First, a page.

Kale is the 'superfood' du jour. Is kale a true superfood that leaves all others in its dust, or is it a case of hype over substance? The truth lies in a little from column A and a little from column B.
Kale is a leafy green vegetable which is part of the cruciferous vegetable family which also includes cauliflower, broccoli, cabbage, Brussels sprouts, and bok choy. As a group, the cruciferous vegetables rank near the top of any nutritionist’s list of top foods to consume so kale already has many runs on the board.
High in fibre, loaded with nutrients, and containing minimal calories, cruciferous vegetables give real bang for your nutritional buck. Kale is an excellent source of vitamin A, vitamin C, vitamin K, and calcium and a range of other chemicals called flavonoids which have antioxidant and anti-inflammatory roles in the body.
And the news gets even better because of the high amounts of potent cancer-protecting and immune-enhancing chemicals which includes sulforaphane and indole-3-carbinol found in kale, and its siblings. As a cooking tip, boiling can destroy much of the sulforaphane in kale so steaming, microwaving, or stir frying is the way to go.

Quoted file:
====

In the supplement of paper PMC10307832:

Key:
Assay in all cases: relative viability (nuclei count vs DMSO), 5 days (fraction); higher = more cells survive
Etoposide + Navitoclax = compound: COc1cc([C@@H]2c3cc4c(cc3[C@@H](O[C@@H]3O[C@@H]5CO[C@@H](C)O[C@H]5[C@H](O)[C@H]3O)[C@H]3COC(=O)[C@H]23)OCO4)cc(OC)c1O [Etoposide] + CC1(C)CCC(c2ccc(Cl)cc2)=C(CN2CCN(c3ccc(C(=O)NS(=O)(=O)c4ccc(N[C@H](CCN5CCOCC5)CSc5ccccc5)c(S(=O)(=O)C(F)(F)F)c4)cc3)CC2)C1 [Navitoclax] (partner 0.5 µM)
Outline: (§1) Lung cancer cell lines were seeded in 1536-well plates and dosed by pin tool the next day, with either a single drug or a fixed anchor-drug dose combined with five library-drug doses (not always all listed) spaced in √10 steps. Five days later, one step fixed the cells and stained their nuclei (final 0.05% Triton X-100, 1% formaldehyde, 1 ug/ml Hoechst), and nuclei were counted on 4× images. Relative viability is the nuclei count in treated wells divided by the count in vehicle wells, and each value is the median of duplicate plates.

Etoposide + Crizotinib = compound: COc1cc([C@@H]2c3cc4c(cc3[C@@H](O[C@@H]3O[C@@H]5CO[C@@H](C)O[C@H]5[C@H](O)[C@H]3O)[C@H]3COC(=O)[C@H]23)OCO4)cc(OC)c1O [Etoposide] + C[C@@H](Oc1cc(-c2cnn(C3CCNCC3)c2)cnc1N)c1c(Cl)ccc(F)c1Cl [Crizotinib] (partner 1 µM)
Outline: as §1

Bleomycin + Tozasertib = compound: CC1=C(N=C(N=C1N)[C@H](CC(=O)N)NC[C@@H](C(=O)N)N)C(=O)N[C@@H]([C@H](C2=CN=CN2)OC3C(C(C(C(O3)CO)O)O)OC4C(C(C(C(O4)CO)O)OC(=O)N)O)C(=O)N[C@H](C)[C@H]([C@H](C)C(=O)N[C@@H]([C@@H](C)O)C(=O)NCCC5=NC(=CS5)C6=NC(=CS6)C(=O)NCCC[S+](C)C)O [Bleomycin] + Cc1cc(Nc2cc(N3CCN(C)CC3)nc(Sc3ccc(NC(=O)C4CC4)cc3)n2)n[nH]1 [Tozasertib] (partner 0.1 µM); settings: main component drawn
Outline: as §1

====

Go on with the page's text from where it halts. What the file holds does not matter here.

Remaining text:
It all sounds pretty good for kale and you would struggle to find a nutritionist who has anything negative to say about it. But don’t get too caught up in the kale hype. All of the nutritional goodness found in kale is also found in its siblings in the cruciferous vegetable family to different levels. For some, the intense and sometimes bitter taste of kale is a turn off though this has also driven the popularity of kale smoothies for a quick, easy and tasty kale fix.
The only thing to be aware of with kale that doesn’t apply as much to other cruciferous vegetables, is that it contains appreciable amounts of oxalates. Rhubarb is another food high in oxalates. When oxalate levels get too high in the body, they can crystallise and form kidney stones. Anyone with existing or untreated kidney or gallbladder problems may not want to go too crazy on eating kale.
What it all means
Much of the resurgence in eating interest in kale is warranted. The health halo of kale though is not in isolation and the same potential health benefits you can get from kale, you can get from a host of other related vegetables. By all means, add some kale to your shopping trolley, but don’t let its wide leafy greens obscure your vision for the multitude of other foods you can add to your diet. There is no one true superfood, only super diets.
Confused about the mixed soup of nutrition messages being stirred through the media? Tim maintains an active nutrition blog at www.thinkingnutrition.com.au where you'll find the latest nutrition research and controversies discussed in straight forward language, distilling out what you need to know for your better health.